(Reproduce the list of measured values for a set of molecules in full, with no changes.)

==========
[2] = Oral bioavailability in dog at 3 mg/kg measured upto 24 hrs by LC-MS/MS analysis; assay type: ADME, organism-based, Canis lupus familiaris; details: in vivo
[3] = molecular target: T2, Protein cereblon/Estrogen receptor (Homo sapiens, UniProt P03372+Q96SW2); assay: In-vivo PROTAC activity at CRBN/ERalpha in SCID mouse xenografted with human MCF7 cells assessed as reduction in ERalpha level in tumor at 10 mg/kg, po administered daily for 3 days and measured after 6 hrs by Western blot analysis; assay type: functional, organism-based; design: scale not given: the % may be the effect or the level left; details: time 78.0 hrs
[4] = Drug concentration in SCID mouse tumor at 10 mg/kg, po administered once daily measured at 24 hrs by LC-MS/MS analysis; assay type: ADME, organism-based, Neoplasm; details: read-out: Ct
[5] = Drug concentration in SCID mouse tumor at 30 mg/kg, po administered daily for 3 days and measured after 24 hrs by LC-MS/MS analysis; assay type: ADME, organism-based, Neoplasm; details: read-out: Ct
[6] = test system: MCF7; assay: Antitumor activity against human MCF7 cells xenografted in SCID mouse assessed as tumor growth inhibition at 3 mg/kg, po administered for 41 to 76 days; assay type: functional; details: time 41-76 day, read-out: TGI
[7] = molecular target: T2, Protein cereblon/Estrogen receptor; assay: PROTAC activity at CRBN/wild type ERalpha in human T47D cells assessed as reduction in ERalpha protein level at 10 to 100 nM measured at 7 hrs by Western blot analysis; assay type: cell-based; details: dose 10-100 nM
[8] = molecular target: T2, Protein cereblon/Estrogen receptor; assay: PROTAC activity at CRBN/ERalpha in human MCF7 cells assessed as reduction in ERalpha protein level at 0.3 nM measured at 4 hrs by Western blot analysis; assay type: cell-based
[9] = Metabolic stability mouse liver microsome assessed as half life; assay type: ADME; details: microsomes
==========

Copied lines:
[2] = Oral bioavailability in dog at 3 mg/kg measured upto 24 hrs by LC-MS/MS analysis; assay type: ADME, organism-based, Canis lupus familiaris; details: in vivo
[3] = molecular target: T2, Protein cereblon/Estrogen receptor (Homo sapiens, UniProt P03372+Q96SW2); assay: In-vivo PROTAC activity at CRBN/ERalpha in SCID mouse xenografted with human MCF7 cells assessed as reduction in ERalpha level in tumor at 10 mg/kg, po administered daily for 3 days and measured after 6 hrs by Western blot analysis; assay type: functional, organism-based; design: scale not given: the % may be the effect or the level left; details: time 78.0 hrs
[4] = Drug concentration in SCID mouse tumor at 10 mg/kg, po administered once daily measured at 24 hrs by LC-MS/MS analysis; assay type: ADME, organism-based, Neoplasm; details: read-out: Ct
[5] = Drug concentration in SCID mouse tumor at 30 mg/kg, po administered daily for 3 days and measured after 24 hrs by LC-MS/MS analysis; assay type: ADME, organism-based, Neoplasm; details: read-out: Ct
[6] = test system: MCF7; assay: Antitumor activity against human MCF7 cells xenografted in SCID mouse assessed as tumor growth inhibition at 3 mg/kg, po administered for 41 to 76 days; assay type: functional; details: time 41-76 day, read-out: TGI
[7] = molecular target: T2, Protein cereblon/Estrogen receptor; assay: PROTAC activity at CRBN/wild type ERalpha in human T47D cells assessed as reduction in ERalpha protein level at 10 to 100 nM measured at 7 hrs by Western blot analysis; assay type: cell-based; details: dose 10-100 nM
[8] = molecular target: T2, Protein cereblon/Estrogen receptor; assay: PROTAC activity at CRBN/ERalpha in human MCF7 cells assessed as reduction in ERalpha protein level at 0.3 nM measured at 4 hrs by Western blot analysis; assay type: cell-based
[9] = Metabolic stability mouse liver microsome assessed as half life; assay type: ADME; details: microsomes